The rise of the services economy around the world represents a profound transformation that offers significant opportunities for countries' sustainable development strategies.
On 10 July 2019 I was honored to moderate a meeting with women’s groups for the UN Secretary General Mr. Antonio Guterres, whose aim was to better diagnose the role of women in the prevention or instigation of violent extremism.
Consider this. Boko Haram, the ISIS-affiliated insurgent group has sent 80 women to their deaths in 2017 alone.
The majority of suicide bombers used by terror group Boko Haram to kill innocent victims are women and children, US study reveals.
If the thought of a man armed with a rifle and driving with whips a group of African men, women, and children to sell them at a slave market makes you marvel at what kind of greed motivated such revolting barbarity centuries ago, the shocking truth is that we are witnessing a 21st century repeat of that abhorrent practice on African soil.
Consider this: gender inequality is costing sub Saharan Africa US$ 95 billion annually
in lost revenue. In a corporate setting, that extent of losses would call for a serious reset of the business’s operational approach.
Africa, the cradle of mankind and home to the youngest population in the world, has a historic opportunity to realise its full potential, in sharing our potential prosperity, by enhancing economic growth, promoting and entrenching democratic ideals. That is why I am so passionate to be running for the coveted African Union Commission (AUC) Chairperson.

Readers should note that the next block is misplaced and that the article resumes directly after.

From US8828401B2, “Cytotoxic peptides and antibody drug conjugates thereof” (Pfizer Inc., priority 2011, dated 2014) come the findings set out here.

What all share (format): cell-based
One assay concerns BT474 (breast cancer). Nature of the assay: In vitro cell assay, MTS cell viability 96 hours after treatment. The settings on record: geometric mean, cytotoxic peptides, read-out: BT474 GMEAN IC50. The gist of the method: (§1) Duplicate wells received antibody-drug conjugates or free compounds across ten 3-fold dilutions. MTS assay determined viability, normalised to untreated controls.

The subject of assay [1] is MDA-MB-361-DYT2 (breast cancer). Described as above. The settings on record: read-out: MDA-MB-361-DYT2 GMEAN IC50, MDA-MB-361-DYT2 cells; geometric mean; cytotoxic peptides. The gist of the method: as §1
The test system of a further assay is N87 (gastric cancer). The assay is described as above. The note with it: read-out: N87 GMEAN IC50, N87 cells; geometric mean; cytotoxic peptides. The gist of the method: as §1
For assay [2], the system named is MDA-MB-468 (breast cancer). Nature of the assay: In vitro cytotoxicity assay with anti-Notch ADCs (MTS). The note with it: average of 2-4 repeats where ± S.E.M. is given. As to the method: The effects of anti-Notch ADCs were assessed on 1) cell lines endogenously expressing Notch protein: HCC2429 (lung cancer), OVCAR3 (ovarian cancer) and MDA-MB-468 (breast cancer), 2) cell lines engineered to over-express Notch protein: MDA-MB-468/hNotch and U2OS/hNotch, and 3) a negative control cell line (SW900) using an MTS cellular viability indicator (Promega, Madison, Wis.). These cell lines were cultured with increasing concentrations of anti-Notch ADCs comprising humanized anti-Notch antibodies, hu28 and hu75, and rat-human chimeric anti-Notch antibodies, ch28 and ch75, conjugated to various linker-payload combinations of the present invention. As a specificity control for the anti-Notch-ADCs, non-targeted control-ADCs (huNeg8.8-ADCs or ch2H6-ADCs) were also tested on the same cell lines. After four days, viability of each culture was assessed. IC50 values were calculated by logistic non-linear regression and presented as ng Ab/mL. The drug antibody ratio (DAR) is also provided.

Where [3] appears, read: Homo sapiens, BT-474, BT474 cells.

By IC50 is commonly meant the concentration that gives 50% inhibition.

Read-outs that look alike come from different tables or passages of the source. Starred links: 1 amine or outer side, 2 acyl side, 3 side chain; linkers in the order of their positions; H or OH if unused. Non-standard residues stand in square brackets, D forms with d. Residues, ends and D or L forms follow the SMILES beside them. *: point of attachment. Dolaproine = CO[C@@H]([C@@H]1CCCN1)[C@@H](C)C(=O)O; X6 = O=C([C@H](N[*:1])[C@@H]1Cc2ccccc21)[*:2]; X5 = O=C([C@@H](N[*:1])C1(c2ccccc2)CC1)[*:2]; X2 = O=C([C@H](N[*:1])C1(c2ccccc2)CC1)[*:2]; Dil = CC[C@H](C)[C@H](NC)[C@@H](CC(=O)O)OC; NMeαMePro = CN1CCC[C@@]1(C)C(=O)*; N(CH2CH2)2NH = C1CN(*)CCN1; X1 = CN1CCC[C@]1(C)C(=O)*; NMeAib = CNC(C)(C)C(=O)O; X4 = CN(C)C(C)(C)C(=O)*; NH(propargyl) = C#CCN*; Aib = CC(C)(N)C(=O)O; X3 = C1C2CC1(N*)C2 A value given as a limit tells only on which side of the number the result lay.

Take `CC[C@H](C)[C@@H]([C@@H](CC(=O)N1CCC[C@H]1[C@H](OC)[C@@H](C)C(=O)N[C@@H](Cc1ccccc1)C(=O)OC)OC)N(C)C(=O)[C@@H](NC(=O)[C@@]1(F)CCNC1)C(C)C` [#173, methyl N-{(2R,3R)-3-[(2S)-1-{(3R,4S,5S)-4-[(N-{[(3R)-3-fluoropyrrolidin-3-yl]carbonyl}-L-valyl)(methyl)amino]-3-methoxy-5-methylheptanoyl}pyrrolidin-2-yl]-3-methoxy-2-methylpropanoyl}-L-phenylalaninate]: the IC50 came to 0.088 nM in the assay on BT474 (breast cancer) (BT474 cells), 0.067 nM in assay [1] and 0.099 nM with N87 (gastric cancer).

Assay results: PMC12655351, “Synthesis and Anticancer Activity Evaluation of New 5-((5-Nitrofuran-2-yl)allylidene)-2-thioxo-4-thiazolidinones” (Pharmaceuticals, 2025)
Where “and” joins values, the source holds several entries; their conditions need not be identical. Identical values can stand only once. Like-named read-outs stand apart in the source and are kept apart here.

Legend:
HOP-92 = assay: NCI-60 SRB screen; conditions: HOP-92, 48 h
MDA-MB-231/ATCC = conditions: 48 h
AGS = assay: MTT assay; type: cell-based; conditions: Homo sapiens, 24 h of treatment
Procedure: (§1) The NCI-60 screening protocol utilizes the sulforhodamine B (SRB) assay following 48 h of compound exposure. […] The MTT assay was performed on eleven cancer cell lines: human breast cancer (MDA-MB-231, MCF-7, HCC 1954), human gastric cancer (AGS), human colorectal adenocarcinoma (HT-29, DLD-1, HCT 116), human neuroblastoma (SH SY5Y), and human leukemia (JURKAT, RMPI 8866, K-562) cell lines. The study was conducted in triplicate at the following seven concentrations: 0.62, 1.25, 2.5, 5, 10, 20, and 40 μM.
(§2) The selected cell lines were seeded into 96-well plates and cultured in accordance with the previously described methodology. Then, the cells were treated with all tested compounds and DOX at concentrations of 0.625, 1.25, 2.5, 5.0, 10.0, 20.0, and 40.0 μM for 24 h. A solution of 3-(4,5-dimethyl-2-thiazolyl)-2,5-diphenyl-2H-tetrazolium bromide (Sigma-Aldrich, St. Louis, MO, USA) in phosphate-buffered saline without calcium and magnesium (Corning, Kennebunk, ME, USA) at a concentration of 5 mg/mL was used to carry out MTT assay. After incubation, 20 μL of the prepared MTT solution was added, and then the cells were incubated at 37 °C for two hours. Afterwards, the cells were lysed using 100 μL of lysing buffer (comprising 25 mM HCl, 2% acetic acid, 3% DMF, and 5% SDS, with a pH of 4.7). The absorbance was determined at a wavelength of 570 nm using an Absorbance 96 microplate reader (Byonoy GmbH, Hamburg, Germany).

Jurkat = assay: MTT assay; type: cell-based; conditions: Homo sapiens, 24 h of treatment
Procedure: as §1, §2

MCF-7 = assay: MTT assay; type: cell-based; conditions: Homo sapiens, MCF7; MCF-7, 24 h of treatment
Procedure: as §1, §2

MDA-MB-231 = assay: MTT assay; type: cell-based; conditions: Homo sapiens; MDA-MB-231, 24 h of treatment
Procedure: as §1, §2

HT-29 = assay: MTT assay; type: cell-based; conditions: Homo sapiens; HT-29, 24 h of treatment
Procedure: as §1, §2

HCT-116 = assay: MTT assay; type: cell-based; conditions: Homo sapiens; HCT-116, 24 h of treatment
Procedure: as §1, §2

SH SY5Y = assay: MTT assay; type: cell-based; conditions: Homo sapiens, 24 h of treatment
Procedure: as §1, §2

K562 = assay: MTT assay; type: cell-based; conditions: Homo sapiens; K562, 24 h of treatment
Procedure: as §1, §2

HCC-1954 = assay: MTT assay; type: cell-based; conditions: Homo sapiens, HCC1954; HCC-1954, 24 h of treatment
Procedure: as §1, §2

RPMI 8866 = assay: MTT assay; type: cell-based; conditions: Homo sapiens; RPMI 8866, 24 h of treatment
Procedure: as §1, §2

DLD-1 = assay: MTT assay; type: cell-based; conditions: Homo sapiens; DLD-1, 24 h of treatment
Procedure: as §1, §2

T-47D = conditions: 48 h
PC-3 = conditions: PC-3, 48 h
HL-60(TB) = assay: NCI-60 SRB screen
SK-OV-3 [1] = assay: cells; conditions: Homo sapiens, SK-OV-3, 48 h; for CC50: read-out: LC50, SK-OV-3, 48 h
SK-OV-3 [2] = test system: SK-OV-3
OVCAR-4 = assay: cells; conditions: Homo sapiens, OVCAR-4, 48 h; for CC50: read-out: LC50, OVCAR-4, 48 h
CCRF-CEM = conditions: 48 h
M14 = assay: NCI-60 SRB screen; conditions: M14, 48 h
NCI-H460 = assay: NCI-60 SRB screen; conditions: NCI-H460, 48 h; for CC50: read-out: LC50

The dismissal of Lt-Gen Johnson Mogoa Kimani Ondieki as commander of the UN Mission in South Sudan (UNMISS) comes off as a knee-jerk reaction that fails to address structural limitations of the UN peacekeeping operations.
Even more worrying for Kenya is that the action practically eviscerates the country’s unrivaled contribution to peace and stability in Sudan.
Today 21 September 2016 is the International Day of Peace.
Kenya has the largest number of jobless youth in East Africa
, putting a strain on the economy’s growth and also threatening peace and security when hopeless youth gravitate towards violent extremist groups.
When President Barack Obama made his first visit to Kenya as US President in July 2015
, one of the poignant messages he left was an exhortation for communities to shun cultures that degrade women and girls.